endangered due to habitat loss or competition
with the brown, black or Polynesian rat.
Wild rodents, including rats, can carry many
different zoonotic pathogens, such
as Leptospira, Toxoplasma gondii,
and Campylobacter.
[2]
The Black Death is
traditionally believed to have been caused by the
micro-organismYersinia pestis, carried by the
tropical rat flea (Xenopsylla cheopis) which
preyed on black rats living in European cities
during the epidemic outbreaks of the Middle
Ages; these rats were used as transport hosts.
Other zoonotic diseases linked to pest rodents
include classical swine fever and foot-and-mouth
disease.
The average lifespan of any given rat depends on
which species is being discussed, but many only
live about a year due to predation.
The black and brown rats diverged from other Old
World rats during the beginning of
the Pleistocene in the forests of Asia.
Pets
Main article: Fancy rat


A domesticated rat
Specially bred rats have been kept as pets at
least since the late 19th century. Pet rats are
typically variants of the species brown rat,
but black rats and giant pouched rats are also
known to be kept. Pet rats behave differently from
their wild counterparts depending on how many
generations they have been kept as pets.
[3]
Pet
rats do not pose any more of a health risk than
pets such as cats or dogs.
[4]
Tamed rats are
generally friendly and can be taught to perform
selected behaviors.
Subjects for scientific research
Main article: Laboratory rat


A laboratory rat strain, known as a Zucker rat, is bred
to be genetically prone to diabetes, the
same metabolic disorder found among humans.
In 1895, Clark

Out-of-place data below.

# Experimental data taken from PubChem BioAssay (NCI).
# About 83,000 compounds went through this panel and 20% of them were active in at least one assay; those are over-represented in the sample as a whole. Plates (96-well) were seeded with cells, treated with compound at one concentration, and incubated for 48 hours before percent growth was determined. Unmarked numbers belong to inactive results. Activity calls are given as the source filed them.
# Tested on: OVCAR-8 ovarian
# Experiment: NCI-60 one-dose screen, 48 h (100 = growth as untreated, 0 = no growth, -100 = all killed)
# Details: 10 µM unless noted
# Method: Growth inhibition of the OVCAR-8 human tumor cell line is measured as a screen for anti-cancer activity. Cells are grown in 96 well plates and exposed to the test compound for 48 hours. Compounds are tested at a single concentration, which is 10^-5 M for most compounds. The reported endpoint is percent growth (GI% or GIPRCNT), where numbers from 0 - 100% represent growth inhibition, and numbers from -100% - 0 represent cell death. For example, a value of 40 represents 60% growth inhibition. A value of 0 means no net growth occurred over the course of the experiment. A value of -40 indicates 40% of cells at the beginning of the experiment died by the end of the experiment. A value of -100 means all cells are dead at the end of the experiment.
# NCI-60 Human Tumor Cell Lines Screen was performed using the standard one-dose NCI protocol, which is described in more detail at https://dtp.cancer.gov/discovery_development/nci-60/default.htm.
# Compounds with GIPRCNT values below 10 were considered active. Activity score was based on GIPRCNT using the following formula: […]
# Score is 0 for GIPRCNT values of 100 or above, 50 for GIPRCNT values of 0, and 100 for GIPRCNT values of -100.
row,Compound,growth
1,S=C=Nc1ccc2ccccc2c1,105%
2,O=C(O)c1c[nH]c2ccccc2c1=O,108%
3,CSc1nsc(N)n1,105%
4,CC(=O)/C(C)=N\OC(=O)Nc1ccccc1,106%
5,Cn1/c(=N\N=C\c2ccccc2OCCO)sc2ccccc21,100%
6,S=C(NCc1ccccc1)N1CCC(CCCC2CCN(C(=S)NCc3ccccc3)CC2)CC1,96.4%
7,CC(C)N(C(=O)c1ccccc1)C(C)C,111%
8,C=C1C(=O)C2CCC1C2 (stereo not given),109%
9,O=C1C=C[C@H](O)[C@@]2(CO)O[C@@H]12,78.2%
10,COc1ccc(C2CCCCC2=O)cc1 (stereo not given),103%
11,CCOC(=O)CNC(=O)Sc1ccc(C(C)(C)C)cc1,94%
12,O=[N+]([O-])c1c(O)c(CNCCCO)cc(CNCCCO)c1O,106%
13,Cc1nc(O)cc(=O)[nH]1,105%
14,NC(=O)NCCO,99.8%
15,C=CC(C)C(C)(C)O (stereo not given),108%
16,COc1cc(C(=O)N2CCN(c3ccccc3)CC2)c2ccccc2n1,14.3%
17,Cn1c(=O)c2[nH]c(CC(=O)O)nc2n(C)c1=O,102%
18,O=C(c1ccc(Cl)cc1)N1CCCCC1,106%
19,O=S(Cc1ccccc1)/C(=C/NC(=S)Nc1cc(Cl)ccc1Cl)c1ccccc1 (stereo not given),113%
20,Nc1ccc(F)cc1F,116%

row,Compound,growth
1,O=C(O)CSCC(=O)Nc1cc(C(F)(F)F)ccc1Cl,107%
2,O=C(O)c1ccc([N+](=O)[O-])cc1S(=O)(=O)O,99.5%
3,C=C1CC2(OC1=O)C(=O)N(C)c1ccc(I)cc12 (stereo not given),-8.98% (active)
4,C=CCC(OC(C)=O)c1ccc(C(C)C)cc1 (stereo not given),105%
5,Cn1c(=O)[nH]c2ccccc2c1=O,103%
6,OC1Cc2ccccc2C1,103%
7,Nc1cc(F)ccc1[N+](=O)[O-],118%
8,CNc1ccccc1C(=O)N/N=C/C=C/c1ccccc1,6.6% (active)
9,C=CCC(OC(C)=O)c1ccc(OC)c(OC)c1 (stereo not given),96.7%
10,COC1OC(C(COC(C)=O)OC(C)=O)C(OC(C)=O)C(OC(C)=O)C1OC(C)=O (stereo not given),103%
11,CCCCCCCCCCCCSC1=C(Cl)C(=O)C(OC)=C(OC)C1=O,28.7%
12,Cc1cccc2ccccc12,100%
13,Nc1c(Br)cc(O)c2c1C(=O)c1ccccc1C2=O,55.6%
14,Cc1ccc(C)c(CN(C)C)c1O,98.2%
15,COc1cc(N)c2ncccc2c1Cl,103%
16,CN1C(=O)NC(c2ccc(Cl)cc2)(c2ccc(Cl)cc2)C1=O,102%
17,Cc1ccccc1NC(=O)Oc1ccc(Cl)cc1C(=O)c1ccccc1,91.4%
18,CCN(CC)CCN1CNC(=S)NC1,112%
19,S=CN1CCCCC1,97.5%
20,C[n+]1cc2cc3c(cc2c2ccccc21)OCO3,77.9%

University in Worcester,Massachusetts (United
States) established a population of domestic
albino brown rats to study the effects of diet and
for other physiological studies. Over the years,
rats have been used in many experimental
studies, which have added to our understanding
of genetics,diseases, the effects of drugs, and
other topics that have provided a great benefit for
the health and well-being of humankind.
Laboratory rats have also proved valuable in
psychological studies of learning and other
mental processes (Barnett, 2002), as well as to
understand group behavior and overcrowding
(with the work of John B. Calhoun on behavioral
sink). A 2007 study found rats to
possess metacognition, a mental ability
previously only documented in humans and some
primates.
[5][6]

Domestic rats differ from wild rats in many ways.
They are calmer and less likely to bite; they can
tolerate greater crowding; they breed earlier and
produce more offspring; and
their brains, livers, kidneys, adrenal glands,
and heartsare smaller (Barnett 2002).
Brown rats are often used as model
organisms for scientific research. Since the
publication of the rat genome sequence,
[7]
and
other advances, such as the creation of a
rat SNP chip, and the production of knockout
rats, thelaboratory rat has become a useful
genetic tool, although not as popular as mice.
When it comes to conducting tests related to
intelligence, learning, and drug abuse, rats are a
popular choice due to their
high intelligence, ingenuity,aggressiveness,
and adaptability. Their psychology, in many ways,